Music Sheet: Actress and Comedienne Yvette Wilson Forms New Record Label




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Phyllis Pollack

Actress/comedienne Yvette Wilson, known to UPN viewers as Andell on "The Parkers"and "Moesha," has formed a new record company called, Fat Daddy Records with her husband, Jerome Harry, who has worked both in music management and as a label consultant.

Wilson says her entertainment background and her husband's experience in the music business, were key factors in their decision to start the label. Fat Daddy Recordsí first release will be "Talk Of The Town," the debut album from Oakland-born rapper Habitt, who is currently living in Los Angeles. It will be available early next year.

"My work has always been rooted in hip hop," Wilson says. "To be more direct about it, that goes way beyond my work. Both my husband's and my entire life are rooted in hip hop. Hip hop is 30 years old, so it's been around since we've been around. It's not a choice of genre of music that we picked, it's a lifestyle. We have always lived that lifestyle. It's just evolving. The kids who used to listen to hip hop are now adults that listen to hip hop. My family is what I consider second-generation hip hop, my husband, myself and my kids."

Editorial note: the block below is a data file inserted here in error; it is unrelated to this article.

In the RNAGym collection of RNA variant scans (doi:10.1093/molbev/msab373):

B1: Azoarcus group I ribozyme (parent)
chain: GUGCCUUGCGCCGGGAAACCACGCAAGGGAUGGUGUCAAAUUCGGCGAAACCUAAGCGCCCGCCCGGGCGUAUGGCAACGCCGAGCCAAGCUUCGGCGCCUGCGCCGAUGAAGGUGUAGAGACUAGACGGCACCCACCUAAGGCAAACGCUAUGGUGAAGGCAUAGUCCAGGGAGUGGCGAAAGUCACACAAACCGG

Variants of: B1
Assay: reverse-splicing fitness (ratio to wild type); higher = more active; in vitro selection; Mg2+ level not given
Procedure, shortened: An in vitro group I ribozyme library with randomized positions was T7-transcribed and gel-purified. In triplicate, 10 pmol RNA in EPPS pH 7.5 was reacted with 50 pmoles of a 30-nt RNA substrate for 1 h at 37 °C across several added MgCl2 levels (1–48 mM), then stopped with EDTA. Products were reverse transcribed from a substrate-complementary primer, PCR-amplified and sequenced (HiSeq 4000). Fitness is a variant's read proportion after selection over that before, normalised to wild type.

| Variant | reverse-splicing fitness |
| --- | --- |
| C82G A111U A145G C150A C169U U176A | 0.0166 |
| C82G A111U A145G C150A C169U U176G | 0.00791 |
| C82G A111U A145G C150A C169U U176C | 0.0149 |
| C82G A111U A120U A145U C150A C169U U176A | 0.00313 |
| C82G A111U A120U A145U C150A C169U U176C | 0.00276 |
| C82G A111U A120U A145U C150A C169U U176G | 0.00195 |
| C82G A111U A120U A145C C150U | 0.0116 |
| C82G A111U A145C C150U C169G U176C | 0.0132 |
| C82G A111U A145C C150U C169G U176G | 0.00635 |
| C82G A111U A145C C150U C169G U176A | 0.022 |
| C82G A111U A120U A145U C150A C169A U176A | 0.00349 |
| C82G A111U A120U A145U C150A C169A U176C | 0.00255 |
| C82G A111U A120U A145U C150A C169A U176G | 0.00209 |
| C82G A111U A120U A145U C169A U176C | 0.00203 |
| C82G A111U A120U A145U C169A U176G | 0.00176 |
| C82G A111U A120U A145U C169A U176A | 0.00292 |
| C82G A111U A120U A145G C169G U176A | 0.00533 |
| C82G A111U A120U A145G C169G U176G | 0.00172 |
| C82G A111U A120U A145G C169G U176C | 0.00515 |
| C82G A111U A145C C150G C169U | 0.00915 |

Wilson has appeared in successful theatrical film releases that include Ice Cube's "Friday" and "Poetic Justice" starring Janet Jackson and the late Tupac Shakur. Wilson says the goals for their music label will be consistent with the philosophy that was brought into their life when she started working as a comedienne with Def Comedy Jam.

"Russell Simmons and hip hop brought us new possibilities and a new outlook with that show, which was a hip hop vehicle that exposed us to what dreams and aspirations could be reached," Wilson says. "Hip hop is a state of mind that is freedom from a certain type of oppression. We have 'hoods all over the world now. Although we are from the 'hood, it's not really a location, but a place in your heart, and what holds you to a certain place."

Harry adds, "This is where we are going to get our artists, and we look forward to discovering new talent. We very much want to help other people achieve the lifestyle that we enjoy." Wilson says, "I learned from my time on Def Comedy Jam that not only our music, but also our sense of humor was hip hop."

The couple says they want to be a positive example of a male and female who are working together with a common bond. Harry, who has guided Electra and Interscope artists Knock'Turn'al and 4th Avenue Jones, says, "My wife and I consult on everything, and we are both involved in the decisions. We are very excited about what the future will hold."


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